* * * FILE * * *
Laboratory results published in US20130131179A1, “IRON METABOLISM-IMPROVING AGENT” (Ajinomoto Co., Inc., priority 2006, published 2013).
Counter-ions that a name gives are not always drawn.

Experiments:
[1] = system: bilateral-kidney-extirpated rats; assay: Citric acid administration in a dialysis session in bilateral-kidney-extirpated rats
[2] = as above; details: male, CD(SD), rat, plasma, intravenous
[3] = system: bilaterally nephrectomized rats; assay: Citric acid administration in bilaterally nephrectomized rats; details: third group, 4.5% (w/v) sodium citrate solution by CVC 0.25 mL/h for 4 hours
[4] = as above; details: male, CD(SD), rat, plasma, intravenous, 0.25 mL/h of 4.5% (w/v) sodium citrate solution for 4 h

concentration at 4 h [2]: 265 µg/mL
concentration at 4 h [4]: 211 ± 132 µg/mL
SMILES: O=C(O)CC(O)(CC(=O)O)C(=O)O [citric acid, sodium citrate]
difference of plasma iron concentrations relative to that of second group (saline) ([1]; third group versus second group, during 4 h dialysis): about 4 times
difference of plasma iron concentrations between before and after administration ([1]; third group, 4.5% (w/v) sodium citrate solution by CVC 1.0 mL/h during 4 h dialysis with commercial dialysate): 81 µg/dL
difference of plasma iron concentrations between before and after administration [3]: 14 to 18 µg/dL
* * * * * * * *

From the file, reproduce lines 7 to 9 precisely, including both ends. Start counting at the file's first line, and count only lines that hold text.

[4] = as above; details: male, CD(SD), rat, plasma, intravenous, 0.25 mL/h of 4.5% (w/v) sodium citrate solution for 4 h

concentration at 4 h [2]: 265 µg/mL
concentration at 4 h [4]: 211 ± 132 µg/mL